AMD Ryzen is out in full force at STH and our DemoEval lab. Today we are publishing our review of our first consumer motherboard in a long time, the ASRock X370 Killer SLI/ac motherboard. The ASRock board is designed to pair with higher core count Ryzen 7 (and soon Ryzen 5) CPUs and provide a solid platform for a low-cost workstation with more computing power than the Intel Core i7-7000 series. At STH, we have a number of different test platforms that have been running for over a month and we will review each in-turn. Many are located in two of our California data centers for our DemoEval program so it takes a bit longer to review each. Those systems are doing important work such as having patches developed for OSes so they can properly use AMD Zen.
Patrick has already taken a look at several setups and published a host of information about Ryzen 7 chips and Linux. Here are a few
- AMD Ryzen 7 1800X, Ryzen 7 1700X and Ryzen 7 1700 Linux benchmarks
- How to boot Ryzen to FreeBSD 11, CentOS and Ubuntu
- How Ryzen will PSOD in VMware ESXi 6.5
- AMD Ryzen IOMMU and the B350 Chipset
- And how to earn money with your Ryzen system Monero CPU Mining With AMD Ryzen 7 Systems
Patrick mainly used an AMD 1700 which came with a heat sink, meanwhile, I needed to wait for an AM4 adapter to fit my Noctua Heat sinks. Yes, the wait was killing me as I was dying to get started. There is a huge number of reviews out on the web by this time, mostly centered as gaming platforms, we wanted to see how these new Ryzen processors would work taking on workstation type workloads. Let’s find out if it was worth the wait.
The first motherboard we will take a look at is the ASRock X370 Killer SLI/ac.
ASRock X370 Killer SLI/ac Specs
ASRock X370 Killer SLI/ac Motherboard Key Features
- ASRock Super Alloy
- Supports AMD Socket AM4 A-Series APUs (Bristol Ridge) and Ryzen Series CPUs (Summit Ridge)
- Supports DDR4 2933+(OC)
- 2 PCIe 3.0 x16, 4 PCIe 2.0 x1, 1 M.2 (Key E)
- NVIDIA Quad SLI, AMD Quad CrossFireX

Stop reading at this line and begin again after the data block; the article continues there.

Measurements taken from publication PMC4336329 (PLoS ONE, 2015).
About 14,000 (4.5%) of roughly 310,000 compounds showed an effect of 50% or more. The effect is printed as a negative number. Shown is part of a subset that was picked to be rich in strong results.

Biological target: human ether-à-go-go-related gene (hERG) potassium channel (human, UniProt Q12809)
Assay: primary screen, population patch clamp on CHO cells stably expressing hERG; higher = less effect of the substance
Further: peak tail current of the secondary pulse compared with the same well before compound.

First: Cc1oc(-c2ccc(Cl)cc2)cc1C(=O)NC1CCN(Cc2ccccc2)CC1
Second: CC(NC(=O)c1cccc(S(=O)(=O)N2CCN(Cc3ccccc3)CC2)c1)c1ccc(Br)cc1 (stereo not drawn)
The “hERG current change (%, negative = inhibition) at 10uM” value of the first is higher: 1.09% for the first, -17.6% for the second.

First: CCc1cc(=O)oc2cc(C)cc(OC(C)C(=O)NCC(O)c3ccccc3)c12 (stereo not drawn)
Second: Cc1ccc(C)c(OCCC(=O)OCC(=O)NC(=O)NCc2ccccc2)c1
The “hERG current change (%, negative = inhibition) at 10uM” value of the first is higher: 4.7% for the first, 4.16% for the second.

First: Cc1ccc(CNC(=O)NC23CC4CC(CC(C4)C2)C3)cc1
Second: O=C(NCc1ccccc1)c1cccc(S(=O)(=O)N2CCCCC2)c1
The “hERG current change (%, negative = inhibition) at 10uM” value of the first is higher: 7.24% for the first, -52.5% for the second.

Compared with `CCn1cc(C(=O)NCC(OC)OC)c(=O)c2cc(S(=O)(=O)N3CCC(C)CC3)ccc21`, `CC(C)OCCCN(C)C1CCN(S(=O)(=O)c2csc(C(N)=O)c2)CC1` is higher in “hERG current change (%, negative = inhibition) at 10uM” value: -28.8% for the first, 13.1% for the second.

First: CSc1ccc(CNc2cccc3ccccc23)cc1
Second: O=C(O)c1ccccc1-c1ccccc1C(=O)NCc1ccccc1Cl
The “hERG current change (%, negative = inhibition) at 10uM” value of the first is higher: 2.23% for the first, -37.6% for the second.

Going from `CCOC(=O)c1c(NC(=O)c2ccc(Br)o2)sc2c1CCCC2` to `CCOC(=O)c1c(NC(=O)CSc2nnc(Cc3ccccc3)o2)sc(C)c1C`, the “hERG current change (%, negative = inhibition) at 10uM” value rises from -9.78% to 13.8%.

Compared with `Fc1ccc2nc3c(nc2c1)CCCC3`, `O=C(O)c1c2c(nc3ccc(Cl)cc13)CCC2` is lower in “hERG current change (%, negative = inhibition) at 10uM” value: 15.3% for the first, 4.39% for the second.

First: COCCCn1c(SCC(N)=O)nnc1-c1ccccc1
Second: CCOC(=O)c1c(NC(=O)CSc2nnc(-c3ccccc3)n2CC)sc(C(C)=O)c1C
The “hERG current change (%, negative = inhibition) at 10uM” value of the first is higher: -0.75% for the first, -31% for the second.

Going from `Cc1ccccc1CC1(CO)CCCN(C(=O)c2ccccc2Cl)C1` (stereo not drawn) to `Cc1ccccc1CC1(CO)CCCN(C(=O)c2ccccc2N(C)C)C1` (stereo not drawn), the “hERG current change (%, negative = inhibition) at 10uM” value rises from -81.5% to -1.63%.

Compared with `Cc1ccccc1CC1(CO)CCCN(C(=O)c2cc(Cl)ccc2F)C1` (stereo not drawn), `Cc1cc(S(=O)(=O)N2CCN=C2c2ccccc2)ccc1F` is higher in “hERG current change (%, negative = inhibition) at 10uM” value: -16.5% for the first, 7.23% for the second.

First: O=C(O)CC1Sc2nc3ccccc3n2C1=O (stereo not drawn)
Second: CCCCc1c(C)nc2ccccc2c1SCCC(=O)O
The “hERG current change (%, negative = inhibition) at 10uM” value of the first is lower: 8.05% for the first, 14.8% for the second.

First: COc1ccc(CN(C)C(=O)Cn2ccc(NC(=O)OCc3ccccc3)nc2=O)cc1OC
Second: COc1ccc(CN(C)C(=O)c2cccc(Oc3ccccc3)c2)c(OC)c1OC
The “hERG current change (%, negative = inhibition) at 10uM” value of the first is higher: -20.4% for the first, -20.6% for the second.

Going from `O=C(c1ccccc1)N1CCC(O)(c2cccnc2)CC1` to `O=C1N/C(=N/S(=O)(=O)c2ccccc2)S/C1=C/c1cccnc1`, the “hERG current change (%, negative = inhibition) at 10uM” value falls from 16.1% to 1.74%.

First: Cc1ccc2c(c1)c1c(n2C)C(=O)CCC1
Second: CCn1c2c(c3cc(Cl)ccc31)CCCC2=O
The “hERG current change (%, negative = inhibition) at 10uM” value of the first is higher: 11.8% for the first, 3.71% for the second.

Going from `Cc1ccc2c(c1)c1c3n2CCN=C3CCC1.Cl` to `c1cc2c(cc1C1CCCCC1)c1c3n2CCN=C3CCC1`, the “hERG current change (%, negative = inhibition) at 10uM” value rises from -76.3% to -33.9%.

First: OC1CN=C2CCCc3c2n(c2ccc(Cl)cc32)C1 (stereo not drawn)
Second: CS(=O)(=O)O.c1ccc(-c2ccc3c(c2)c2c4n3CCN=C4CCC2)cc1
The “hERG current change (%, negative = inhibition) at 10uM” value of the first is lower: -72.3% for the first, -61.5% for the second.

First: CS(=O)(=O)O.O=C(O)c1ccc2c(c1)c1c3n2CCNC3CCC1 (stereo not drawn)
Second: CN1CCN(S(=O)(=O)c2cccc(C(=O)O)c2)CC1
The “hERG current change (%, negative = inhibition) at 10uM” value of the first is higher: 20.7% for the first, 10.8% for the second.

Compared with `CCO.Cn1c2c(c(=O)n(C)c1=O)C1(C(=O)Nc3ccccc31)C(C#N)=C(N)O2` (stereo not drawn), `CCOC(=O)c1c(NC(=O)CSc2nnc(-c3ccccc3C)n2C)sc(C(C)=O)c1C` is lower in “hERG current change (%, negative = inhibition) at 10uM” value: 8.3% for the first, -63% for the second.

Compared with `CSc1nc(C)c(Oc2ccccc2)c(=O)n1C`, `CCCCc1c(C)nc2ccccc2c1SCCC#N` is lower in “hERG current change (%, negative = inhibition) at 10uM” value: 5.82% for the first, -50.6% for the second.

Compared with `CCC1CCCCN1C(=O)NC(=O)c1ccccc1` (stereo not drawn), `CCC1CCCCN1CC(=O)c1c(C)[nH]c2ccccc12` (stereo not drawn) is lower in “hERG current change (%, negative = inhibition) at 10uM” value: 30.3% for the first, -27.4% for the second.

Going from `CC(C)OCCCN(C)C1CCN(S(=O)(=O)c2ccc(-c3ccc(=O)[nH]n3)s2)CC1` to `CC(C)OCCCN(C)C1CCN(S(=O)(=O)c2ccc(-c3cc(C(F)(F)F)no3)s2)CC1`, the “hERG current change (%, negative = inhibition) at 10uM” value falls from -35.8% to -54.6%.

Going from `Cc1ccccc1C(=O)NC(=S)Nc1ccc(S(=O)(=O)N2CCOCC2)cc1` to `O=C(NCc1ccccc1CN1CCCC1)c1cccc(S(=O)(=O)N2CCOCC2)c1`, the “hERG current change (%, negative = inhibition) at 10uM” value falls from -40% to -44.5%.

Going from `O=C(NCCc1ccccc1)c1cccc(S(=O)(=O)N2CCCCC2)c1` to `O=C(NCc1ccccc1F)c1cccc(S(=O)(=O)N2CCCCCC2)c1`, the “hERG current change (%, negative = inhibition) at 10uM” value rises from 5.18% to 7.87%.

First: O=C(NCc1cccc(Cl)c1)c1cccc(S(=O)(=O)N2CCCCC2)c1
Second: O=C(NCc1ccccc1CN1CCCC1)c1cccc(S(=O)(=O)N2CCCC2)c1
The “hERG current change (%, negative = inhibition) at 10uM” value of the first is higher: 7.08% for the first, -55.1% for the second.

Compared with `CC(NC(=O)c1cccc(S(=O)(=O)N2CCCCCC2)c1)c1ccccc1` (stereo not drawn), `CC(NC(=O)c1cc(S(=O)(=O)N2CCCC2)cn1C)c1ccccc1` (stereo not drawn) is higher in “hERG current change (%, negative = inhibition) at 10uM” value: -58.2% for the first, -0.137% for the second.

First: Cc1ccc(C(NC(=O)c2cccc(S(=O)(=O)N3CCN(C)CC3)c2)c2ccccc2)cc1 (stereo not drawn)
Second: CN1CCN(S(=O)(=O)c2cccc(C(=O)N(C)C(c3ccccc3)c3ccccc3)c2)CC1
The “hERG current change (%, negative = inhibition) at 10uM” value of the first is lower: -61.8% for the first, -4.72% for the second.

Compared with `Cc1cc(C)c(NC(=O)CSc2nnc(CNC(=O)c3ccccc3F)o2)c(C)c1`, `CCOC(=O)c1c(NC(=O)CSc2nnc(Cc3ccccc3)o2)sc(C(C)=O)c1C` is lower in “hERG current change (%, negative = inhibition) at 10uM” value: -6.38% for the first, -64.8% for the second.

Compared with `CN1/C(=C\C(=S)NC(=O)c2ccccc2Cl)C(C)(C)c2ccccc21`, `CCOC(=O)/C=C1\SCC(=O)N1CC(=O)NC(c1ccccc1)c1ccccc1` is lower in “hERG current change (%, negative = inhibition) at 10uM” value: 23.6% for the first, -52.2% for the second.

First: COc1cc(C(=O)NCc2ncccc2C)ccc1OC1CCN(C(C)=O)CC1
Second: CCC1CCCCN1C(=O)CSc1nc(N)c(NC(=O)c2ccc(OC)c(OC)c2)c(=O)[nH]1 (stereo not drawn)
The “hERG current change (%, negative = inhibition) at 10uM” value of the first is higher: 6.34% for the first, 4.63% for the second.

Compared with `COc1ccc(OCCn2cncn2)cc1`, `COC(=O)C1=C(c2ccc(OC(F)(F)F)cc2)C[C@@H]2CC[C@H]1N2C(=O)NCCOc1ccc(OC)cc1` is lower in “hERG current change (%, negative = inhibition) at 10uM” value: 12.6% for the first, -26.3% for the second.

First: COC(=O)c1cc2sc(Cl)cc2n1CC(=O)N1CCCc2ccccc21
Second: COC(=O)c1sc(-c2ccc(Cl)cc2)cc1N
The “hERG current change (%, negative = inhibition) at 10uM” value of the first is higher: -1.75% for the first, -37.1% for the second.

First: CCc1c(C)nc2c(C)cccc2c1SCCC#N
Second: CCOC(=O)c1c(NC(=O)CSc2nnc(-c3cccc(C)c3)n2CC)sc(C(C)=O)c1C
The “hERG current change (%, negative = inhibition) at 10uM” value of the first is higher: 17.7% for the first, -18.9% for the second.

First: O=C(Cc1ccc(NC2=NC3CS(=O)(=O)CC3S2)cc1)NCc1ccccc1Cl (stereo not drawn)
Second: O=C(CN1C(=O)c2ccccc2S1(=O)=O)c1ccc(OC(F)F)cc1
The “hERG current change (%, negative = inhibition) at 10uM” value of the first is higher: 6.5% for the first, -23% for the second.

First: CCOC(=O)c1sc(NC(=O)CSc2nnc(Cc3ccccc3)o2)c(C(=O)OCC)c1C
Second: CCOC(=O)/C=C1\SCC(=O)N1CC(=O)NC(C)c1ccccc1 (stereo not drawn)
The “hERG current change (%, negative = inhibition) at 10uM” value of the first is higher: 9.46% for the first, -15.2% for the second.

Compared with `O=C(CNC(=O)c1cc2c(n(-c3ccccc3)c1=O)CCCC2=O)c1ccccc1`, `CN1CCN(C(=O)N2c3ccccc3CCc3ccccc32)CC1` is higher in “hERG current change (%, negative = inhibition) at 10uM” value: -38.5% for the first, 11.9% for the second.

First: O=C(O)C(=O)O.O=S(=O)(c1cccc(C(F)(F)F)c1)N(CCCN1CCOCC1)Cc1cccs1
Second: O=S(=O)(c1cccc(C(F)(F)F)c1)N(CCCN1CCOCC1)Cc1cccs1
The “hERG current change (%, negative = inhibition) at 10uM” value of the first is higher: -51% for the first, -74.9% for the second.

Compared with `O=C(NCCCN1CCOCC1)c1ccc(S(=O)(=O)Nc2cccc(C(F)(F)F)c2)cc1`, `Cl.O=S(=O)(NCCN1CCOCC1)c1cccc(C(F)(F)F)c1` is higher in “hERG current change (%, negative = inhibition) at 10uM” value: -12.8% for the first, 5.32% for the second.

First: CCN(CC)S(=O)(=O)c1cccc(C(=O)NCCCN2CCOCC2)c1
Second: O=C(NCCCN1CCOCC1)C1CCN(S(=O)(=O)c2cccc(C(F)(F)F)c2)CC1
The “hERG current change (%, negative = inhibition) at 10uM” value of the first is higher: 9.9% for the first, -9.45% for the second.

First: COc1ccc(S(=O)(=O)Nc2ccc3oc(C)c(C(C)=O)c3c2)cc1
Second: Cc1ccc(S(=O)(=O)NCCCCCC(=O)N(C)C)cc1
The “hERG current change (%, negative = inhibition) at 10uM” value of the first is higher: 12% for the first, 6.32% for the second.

- Graphics Output:HDMI
- 7.1 CH HD Audio (Realtek ALC892 Audio Codec), Nichicon Fine Gold Series Audio Caps
- 6 SATA3, 1 Ultra M.2 (PCIe Gen3 x4 & SATA3), 1 M.2 (PCIe Gen2 x2 & SATA3)
- 12 USB 3.0 (1 Type-C, 4 Front, 7 Rear)
- Intel Gigabit LAN
- Intel 802.11ac+ BT 4.2
Expansion Slot AMD Ryzen series CPUs
- 2 x PCI Express 3.0 x16 Slots (single at x16 (PCIE2); dual at x8 (PCIE2) / x8 (PCIE4))*
- AMD 7th A-Series APUs
- 1 x PCI Express 3.0 x16 Slot (single at x8 (PCIE2))
- 4 x PCI Express 2.0 x1 Slots
- Supports AMD Quad CrossFireX and CrossFireX
- Supports NVIDIA Quad SLI and SLI
- 1 x M.2 Socket (Key E), supports type 2230 WiFi/BT module
- 15μ Gold Contact in VGA PCIe Slot (PCIE2)
- 6 x SATA3 6.0 Gb/s Connectors, support RAID (RAID 0, RAID 1 and RAID 10), NCQ, AHCI and Hot Plug
- 1 x Ultra M.2 Socket (M2_1), supports M Key type 2230/2242/2260/2280 M.2 SATA3 6.0 Gb/s module and M.2 PCI Express module up to Gen3 x4 (32 Gb/s) (with Ryzen Series CPU) or Gen3 x2 (16 Gb/s) (with A-Series APU)
- – 1 x M.2 Socket (M2_2), supports M Key type 2230/2242/2260/2280 M.2 SATA3 6.0 Gb/s module and M.2 PCI Express module up to Gen2 x2 (10 Gb/s)
- 7.1 CH HD Audio with Content Protection (Realtek ALC892 Audio Codec)
- Premium Blu-ray Audio support
- Supports Surge Protection
- Nichicon Fine Gold Series Audio Caps
- PCB Isolate Shielding
- Individual PCB Layers for R/L Audio Channel
- Gigabit LAN 10/100/1000 Mb/s
- GigaLAN Intel I211AT
- Supports Wake-On-LAN
- Supports Lightning/ESD Protection
- Supports Energy Efficient Ethernet 802.3az
- Supports PXE
- Intel 802.11ac WiFi Module
- Supports IEEE 802.11a/b/g/n/ac
- Supports Dual-Band (2.4/5 GHz)
- Supports high-speed wireless connections up to 433Mbps
- Supports Bluetooth 4.2 / 3.0 + High-speed class II
Form Factor – ATX Form Factor: 12.0-in x 9.6-in, 30.5 cm x 24.4 cm
ASRock X370 Killer SLI/ac Motherboard Overview
Here we see the front and back of the retail boxes used for this motherboard.
The main feature list is covered well with the assorted graphics on the box art.
Let us open the box and check out the accessories.
- Quick Installation Guide, Support CD, I/O Shield
- 2x SATA Data Cables
- 1x ASRock SLI_HB_Bridge_2S Card
- 2x ASRock WiFi 2.4/5 GHz Antennas
- 2x Screws for M.2 Sockets